Canon 2000D versus Canon M50
The Canon EOS 2000D (called Canon T7 in some regions) and the Canon EOS M50 are two digital cameras that were announced in February 2018. The 2000D is a DSLR, while the M50 is a mirrorless interchangeable lens camera. Both cameras are equipped with an APS-C sensor. Both cameras offer a resolution of 24 megapixel. Read on to find out how these two cameras compare with respect to their size, their sensors, their features, and their reception by expert reviewers.
Body comparison: Canon 2000D vs Canon M50
The side-by-side display below illustrates the physical size and weight of the Canon 2000D and the Canon M50. Three successive views from the front, the top, and the rear are shown. All width, height and depth measures are rounded to the nearest millimeter. If you prefer, you can also use the toggle button to switch to a comparison in percentage terms (in this case, the camera on the left – the 2000D – represents 100 percent across all the size and weight measures).
If the front view area (width x height) of the cameras is taken as an aggregate measure of their size, the Canon M50 is notably smaller (22 percent) than the Canon 2000D. Moreover, the M50 is markedly lighter (18 percent) than the 2000D. In this context, it is worth noting that neither the 2000D nor the M50 are weather-sealed.
The above size and weight comparisons are to some extent incomplete since they do not consider the interchangeable lenses that both of these cameras require. Hence, you might want to study the specifications of available lenses in order to get the full picture of the size and weight of the two camera systems.
The table below summarizes the key physical specs of the two cameras alongside a broader set of comparators. If you want to switch the focus of the display and review another camera pair, just select a new right or left comparator from among the camera models in the table. Alternatively, you can also move across to the CAM-parator tool and choose from the broad selection of possible camera comparisons there.
|Camera Body Specifications
|Canon 2000D (⇒ rgt)||129 mm||101 mm||78 mm||475 g||500||no||2018||449||latest||check|
|Canon M50 (⇒ lft)||116 mm||88 mm||59 mm||390 g||235||no||2018||779||latest||check|
|Canon 4000D (⇒ lft | rgt)||129 mm||102 mm||77 mm||436 g||500||no||2018||399||latest||check|
|Canon G9 X Mark II (⇒ lft | rgt)||98 mm||58 mm||31 mm||206 g||235||no||2017||529||latest||check|
|Canon 200D (⇒ lft | rgt)||122 mm||93 mm||70 mm||453 g||650||no||2017||549||latest||check|
|Canon 800D (⇒ lft | rgt)||131 mm||100 mm||76 mm||532 g||600||no||2017||749||latest||check|
|Canon SX730 (⇒ lft | rgt)||110 mm||64 mm||40 mm||300 g||250||no||2017||399||latest||check|
|Canon 77D (⇒ lft | rgt)||131 mm||100 mm||76 mm||540 g||600||no||2017||899||latest||check|
|Canon M100 (⇒ lft | rgt)||108 mm||67 mm||35 mm||302 g||295||no||2017||499||latest||check|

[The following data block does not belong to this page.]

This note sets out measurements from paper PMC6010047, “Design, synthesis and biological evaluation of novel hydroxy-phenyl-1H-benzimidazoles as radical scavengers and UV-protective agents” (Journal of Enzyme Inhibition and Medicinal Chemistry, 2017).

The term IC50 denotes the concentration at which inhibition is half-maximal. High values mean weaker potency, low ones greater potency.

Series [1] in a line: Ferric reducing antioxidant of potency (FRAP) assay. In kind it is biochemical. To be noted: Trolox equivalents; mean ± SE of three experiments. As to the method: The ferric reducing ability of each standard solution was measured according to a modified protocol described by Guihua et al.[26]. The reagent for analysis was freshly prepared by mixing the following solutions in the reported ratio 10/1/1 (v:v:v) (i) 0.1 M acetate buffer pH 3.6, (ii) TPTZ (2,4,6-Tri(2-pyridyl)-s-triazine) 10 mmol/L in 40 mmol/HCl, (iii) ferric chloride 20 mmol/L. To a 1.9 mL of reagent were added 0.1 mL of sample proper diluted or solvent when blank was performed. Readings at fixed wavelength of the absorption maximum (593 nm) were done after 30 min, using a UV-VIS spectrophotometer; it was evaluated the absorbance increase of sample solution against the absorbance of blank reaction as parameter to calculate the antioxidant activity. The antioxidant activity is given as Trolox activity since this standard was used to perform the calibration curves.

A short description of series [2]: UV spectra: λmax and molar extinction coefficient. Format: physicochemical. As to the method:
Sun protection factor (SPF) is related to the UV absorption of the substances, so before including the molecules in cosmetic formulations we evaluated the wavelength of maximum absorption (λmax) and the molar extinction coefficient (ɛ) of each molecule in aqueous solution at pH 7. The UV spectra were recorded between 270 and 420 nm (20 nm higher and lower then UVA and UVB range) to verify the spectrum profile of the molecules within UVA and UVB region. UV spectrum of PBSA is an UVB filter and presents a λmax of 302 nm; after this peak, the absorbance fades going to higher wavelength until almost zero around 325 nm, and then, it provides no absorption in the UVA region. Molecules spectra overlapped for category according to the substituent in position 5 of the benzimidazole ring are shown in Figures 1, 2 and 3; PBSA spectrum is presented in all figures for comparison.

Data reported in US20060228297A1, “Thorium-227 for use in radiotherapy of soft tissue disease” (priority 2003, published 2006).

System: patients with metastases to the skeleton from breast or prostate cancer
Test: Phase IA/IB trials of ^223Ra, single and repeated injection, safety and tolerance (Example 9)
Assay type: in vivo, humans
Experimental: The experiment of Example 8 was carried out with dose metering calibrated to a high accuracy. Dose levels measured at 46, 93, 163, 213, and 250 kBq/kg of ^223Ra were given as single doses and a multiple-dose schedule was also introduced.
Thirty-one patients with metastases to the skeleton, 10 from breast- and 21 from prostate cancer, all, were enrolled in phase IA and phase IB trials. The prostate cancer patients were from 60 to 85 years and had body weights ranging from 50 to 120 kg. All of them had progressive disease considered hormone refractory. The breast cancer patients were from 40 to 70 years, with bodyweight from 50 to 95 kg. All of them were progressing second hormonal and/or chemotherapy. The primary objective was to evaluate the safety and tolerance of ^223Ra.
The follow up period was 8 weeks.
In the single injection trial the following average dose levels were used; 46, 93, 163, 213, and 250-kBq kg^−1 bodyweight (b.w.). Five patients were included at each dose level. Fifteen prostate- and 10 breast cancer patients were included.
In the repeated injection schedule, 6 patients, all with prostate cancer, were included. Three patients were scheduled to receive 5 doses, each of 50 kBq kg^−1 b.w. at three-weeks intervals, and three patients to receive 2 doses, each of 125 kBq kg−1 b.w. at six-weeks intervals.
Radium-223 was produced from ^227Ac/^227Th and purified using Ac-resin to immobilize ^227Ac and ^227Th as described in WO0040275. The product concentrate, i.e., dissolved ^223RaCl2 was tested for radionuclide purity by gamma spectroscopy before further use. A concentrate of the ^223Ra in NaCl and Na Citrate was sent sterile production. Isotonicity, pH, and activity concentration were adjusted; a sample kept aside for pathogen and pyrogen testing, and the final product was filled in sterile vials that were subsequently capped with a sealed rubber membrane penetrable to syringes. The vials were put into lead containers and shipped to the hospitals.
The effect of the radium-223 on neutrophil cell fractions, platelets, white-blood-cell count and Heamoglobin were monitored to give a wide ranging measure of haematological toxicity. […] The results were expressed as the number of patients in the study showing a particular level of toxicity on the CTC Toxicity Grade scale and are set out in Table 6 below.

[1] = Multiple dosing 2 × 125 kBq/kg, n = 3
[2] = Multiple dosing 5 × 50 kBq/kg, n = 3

|Canon M6 (⇒ lft | rgt)||112 mm||68 mm||45 mm||390 g||295||no||2017||779||latest||check|
|Canon 1300D (⇒ lft | rgt)||129 mm||101 mm||78 mm||485 g||500||no||2016||449||discont.||check|
|Canon M5 (⇒ lft | rgt)||116 mm||89 mm||61 mm||427 g||295||no||2016||979||latest||check|
|Canon M3 (⇒ lft | rgt)||111 mm||68 mm||44 mm||366 g||250||no||2015||679||discont.||check|
The price is, of course, an important factor in any camera decision. The listed launch prices provide an indication of the market segment that the manufacturer of the cameras have been targeting. The 2000D was launched at a markedly lower price (by 42 percent) than the M50, which puts it into a different market segment. Usually, retail prices stay at first close to the launch price, but after several months, discounts become available. Later in the product cycle and, in particular, when the replacement model is about to appear, further discounting and stock clearance sales often push the camera price considerably down. Then, after the new model is out, very good deals can frequently be found on the pre-owned market.
Sensor comparison: Canon 2000D vs Canon M50
The imaging sensor is at the core of digital cameras and its size is one of the main determining factors of image quality. A large sensor will tend to have larger individual pixels that provide better low-light sensitivity, wider dynamic range, and richer color depth than smaller pixel-units in a sensor of the same technological generation. Moreover, a large sensor camera will give the photographer more control over depth-of-field in the image and, thus, the ability to better isolate a subject from the background. On the downside, larger sensors tend to be associated with larger, more expensive camera bodies and lenses.
Both cameras under consideration feature an APS-C sensor and have a format factor (sometimes also referred to as "crop factor") of 1.6. Within the spectrum of camera sensors, this places the review cameras among the medium-sized sensor cameras that aim to strike a balance between image quality and portability. Both cameras have a native aspect ratio (sensor width to sensor height) of 3:2.
The two cameras under review do not only share the same sensor size, but also offer an identical resolution of 24 megapixel. This similarity in sensor specs implies that both the 2000D and the M50 have the same pixel density, as well as the same pixel size. Moreover, the two cameras were released in close succession, so that their sensors are from the same technological generation.
Since 2007, DXO Mark has published sensor performance measurements that have been derived using a consistent methodology. This service assesses and scores the color depth ("DXO Portrait"), dynamic range ("DXO Landscape"), and low-light sensitivity ("DXO Sports") of camera sensors, and also publishes an overall camera score. The following table provides an overview of the physical sensor characteristics, as well as the sensor quality measurements for a selection of comparators.
|Canon 2000D (⇒ rgt)||APS-C||24.0||6000||4000||1080/30p||..||..||..||..|
|Canon M50 (⇒ lft)||APS-C||24.0||6000||4000||4K/24p||..||..||..||..|
|Canon 4000D (⇒ lft | rgt)||APS-C||17.9||5184||3456||1080/30p||..||..||..||..|
|Canon G9 X Mark II (⇒ lft | rgt)||1-inch||20.0||5472||3648||1080/60p||21.9||12.5||522||65|
|Canon 200D (⇒ lft | rgt)||APS-C||24.0||6000||4000||1080/60p||23.6||13.4||1041||79|
|Canon 800D (⇒ lft | rgt)||APS-C||24.0||6000||4000||1080/60p||..||..||..||..|
|Canon SX730 (⇒ lft | rgt)||1/2.3||20.2||5184||3888||1080/60p||-||-||-||-|
|Canon 77D (⇒ lft | rgt)||APS-C||24.0||6000||4000||1080/60p||..||..||..||..|
|Canon M100 (⇒ lft | rgt)||APS-C||24.0||6000||4000||1080/60p||23.5||12.9||1272||78|
|Canon M6 (⇒ lft | rgt)||APS-C||24.0||6000||4000||1080/60p||..||..||..||..|